A Universal Time-Out

 

Life around here is always pretty full. But this past summer, when 80 degree days were in full swing, I had a particularly busy period, brimming with photo jobs and settling back in from vacation. A bathroom floor we were trying to finish, along with getting ready for a party with 40 people at my house and a visit from my dad. I was bustling around doing too many things at once. And I can operate there for a while, quite productively. But we are not machines meant to go at high speeds for long periods of time, at least not without some rest periods. There are seasons for everything.

I believe that if we don’t take these rests for ourselves, the universe hands them out to us. Like the next playing card you pick up in Monopoly. I call this The Universal Time-Out.

I rarely take these time-outs for myself. Rather, I wait until a brick wall in the form of some nasty cold or injury to take me out completely.  This past summer when I was running around trying to get it all done? I cut my hand on a glass jar. Deep enough to stop me from cleaning or sanding a bathroom floor. Or doing much of anything for the better part of a week. And it hurt.

“Nope. You’re in time out” said the Universe. And I took it. Because then I had no damn choice.

So I’ve been looking for these little moments. These places where I find myself in time-out (like a long grocery line or a slow-moving toddler). Places where I could pause and let it be. Because my instinct, truth be told, is to go running around “fixing” it. Find a shorter line. Hurry the kid along. Just make it happen. But I think there are lessons to be learned from the sitting still.

This morning I sat down with my brand new and lovely fingerling yarn to teach myself to knit some socks for the very first time. I had my knitting basket full of everything I’d need. My iPad with the pattern on it. A book to listen to once I got going. Lincoln was all nice and quiet with his toys because it’s Monday and Brice is in school so he can play with whatever he wants.

And then I took out my knitting and realized that I had to make the skein into a ball. But, that’s okay. That’ll be fine.

It took about 45 seconds to realize that “okay” or “fine” weren’t really the correct words. And within 3 minutes, I had a nice tangled mess of lovely yarn that must be dealt with before I can even start to make socks.  I don’t even know how it happened.

And I suppose I could just set the yarn down and go about the rest of my life.  There is always something to do.

But maybe, the universe is telling me that today is a good day to curl up and untangle some yarn.

I think today, I will listen.

 

 

 

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Two Years

 

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It’s the crunch of the leaves and the smells of this season. The cold bite of the wind through a warm day and the dark blue of the sky.  It’s how the steam rises from rooftops on crisp mornings when the sun hits them, and how the vines that grow all over my house are changing color. All of it signifies this season of fall.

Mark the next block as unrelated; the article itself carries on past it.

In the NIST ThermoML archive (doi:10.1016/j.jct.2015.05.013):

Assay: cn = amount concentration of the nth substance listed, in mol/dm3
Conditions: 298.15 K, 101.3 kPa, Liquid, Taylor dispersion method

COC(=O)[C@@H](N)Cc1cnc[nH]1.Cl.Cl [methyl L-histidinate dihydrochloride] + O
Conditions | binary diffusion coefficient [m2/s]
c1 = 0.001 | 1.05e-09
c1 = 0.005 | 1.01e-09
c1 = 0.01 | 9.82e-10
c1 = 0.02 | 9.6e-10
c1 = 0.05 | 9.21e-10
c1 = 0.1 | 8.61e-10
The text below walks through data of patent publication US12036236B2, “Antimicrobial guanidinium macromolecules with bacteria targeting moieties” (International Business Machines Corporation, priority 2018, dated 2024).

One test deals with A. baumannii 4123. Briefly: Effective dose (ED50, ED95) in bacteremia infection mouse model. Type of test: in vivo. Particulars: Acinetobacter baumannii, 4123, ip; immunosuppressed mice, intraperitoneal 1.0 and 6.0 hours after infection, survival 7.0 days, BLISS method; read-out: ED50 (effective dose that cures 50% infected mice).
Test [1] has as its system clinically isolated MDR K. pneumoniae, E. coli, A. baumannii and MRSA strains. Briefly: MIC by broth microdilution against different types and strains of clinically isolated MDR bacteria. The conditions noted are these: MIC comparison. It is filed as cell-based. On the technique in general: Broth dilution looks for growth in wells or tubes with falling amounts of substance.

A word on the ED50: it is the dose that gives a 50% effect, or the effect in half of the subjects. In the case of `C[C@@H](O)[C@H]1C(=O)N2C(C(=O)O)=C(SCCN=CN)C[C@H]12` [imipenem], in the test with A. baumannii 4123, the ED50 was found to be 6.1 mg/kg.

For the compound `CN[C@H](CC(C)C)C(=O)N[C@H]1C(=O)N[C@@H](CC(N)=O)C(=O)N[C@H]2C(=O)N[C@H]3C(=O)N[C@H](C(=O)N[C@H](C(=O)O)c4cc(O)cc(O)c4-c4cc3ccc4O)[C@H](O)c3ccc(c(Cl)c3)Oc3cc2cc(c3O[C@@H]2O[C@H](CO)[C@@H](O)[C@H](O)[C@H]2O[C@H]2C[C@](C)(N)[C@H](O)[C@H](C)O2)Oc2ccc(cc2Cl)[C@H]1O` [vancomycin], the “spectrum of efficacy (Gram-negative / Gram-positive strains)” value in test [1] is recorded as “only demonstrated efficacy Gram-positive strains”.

It’s my favorite season. It always has been. Though I’ve always loved the hot days of summer, there is something about the way autumn shows up. How beautifully it is able to let it all go.

Which is precisely why, though I would still call this season my favorite, I’m kind of disenchanted with it at the moment.

My mom fell and broke her pelvis two years ago today. In the busiest period of my life, amidst the crunching leaves and beautiful changing colors. Like so many pivotal moments, time stood still and I noticed. I noticed so clearly the colors and smells and feelings of that fall. Because I was clinging to some normalcy outside of the everyday life that was taking away my mom.

As soon as I found out about her pelvis, I knew that it was the end. I recalled her doctor telling us the previous winter that she probably had one year left, give or take, unless she fell and broke a hip, in which case she’d be gone in a month. As it turns out, she lasted almost 2 months after her injury. But she was not the same, and in so many ways, who my mother was left her after she fell. She was heavily medicated, still in a lot of pain, and her whole body was shutting down. There was a handful of very lucid moments that almost gave me hope, but mostly she used those times to settle her affairs and say her goodbyes.

But it’s two years later and I so badly want to enjoy this lovely season. To feel happy about it, but mixed in is the bitterness of those terrible 2 months. Because we are creatures of habit who look to the past to guide us. And this lovely autumn makes me think of falling in love when I was 16. It also reminds me of the lovely October day that I met my husband, and when my niece Addison was born, and trick or treating as a kid. And my mother dying.  Autumn has become all of those things for me.

I tell myself, because it’s true, that we are beings that get to choose. We can only think of one thing at a time. Our brain does not have to run the show. We can choose our thoughts, but like all things, this is a practice. And a work in progress.

I will have to choose the joy-filled moments, over and over, for the rest of my life. There is no one-stop-shop where I can purchase a bag of something and be fine about my mother’s death. The hard stuff, like the great stuff, is built in as a part of our foundation. We would not even be us without it.

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So I will take today, with the lovely autumn light and the wind blowing brightly colored leaves off the trees, and I will miss my mom. I will let myself be sad right now. And then I’m going to remind myself of a better memory every time the breeze tries to pull me back to sadder times. I will bring my mother with me through my life in search of what is beautiful and worth remembering. I know that this is how she wants me to carry her with me.

Mr. Watts